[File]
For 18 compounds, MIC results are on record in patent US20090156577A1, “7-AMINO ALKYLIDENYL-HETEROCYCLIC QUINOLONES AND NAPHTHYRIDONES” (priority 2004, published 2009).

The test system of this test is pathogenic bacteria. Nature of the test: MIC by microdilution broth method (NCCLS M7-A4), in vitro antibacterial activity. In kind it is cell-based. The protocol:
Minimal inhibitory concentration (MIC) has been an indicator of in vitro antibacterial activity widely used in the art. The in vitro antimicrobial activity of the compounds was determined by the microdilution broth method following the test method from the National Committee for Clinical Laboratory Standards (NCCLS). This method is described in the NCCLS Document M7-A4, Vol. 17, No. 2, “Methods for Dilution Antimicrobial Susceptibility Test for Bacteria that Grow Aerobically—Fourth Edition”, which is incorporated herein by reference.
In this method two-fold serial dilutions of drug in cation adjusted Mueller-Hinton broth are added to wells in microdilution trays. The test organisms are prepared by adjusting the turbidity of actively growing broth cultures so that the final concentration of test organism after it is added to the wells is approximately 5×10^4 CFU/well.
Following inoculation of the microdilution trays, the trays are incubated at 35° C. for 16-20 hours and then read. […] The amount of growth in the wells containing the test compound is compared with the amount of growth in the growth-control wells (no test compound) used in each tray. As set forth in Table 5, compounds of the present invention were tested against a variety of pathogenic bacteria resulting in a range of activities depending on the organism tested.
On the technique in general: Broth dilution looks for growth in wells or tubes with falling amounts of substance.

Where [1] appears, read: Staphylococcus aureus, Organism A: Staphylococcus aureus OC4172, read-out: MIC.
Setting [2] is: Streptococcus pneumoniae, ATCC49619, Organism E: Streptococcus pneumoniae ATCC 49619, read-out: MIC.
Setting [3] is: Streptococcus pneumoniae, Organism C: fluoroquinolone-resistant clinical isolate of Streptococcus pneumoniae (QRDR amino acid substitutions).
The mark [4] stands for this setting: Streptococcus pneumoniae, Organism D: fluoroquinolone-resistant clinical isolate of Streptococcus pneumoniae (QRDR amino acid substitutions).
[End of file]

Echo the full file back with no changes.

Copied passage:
For 18 compounds, MIC results are on record in patent US20090156577A1, “7-AMINO ALKYLIDENYL-HETEROCYCLIC QUINOLONES AND NAPHTHYRIDONES” (priority 2004, published 2009).

The test system of this test is pathogenic bacteria. Nature of the test: MIC by microdilution broth method (NCCLS M7-A4), in vitro antibacterial activity. In kind it is cell-based. The protocol:
Minimal inhibitory concentration (MIC) has been an indicator of in vitro antibacterial activity widely used in the art. The in vitro antimicrobial activity of the compounds was determined by the microdilution broth method following the test method from the National Committee for Clinical Laboratory Standards (NCCLS). This method is described in the NCCLS Document M7-A4, Vol. 17, No. 2, “Methods for Dilution Antimicrobial Susceptibility Test for Bacteria that Grow Aerobically—Fourth Edition”, which is incorporated herein by reference.
In this method two-fold serial dilutions of drug in cation adjusted Mueller-Hinton broth are added to wells in microdilution trays. The test organisms are prepared by adjusting the turbidity of actively growing broth cultures so that the final concentration of test organism after it is added to the wells is approximately 5×10^4 CFU/well.
Following inoculation of the microdilution trays, the trays are incubated at 35° C. for 16-20 hours and then read. […] The amount of growth in the wells containing the test compound is compared with the amount of growth in the growth-control wells (no test compound) used in each tray. As set forth in Table 5, compounds of the present invention were tested against a variety of pathogenic bacteria resulting in a range of activities depending on the organism tested.
On the technique in general: Broth dilution looks for growth in wells or tubes with falling amounts of substance.

Where [1] appears, read: Staphylococcus aureus, Organism A: Staphylococcus aureus OC4172, read-out: MIC.
Setting [2] is: Streptococcus pneumoniae, ATCC49619, Organism E: Streptococcus pneumoniae ATCC 49619, read-out: MIC.
Setting [3] is: Streptococcus pneumoniae, Organism C: fluoroquinolone-resistant clinical isolate of Streptococcus pneumoniae (QRDR amino acid substitutions).
The mark [4] stands for this setting: Streptococcus pneumoniae, Organism D: fluoroquinolone-resistant clinical isolate of Streptococcus pneumoniae (QRDR amino acid substitutions).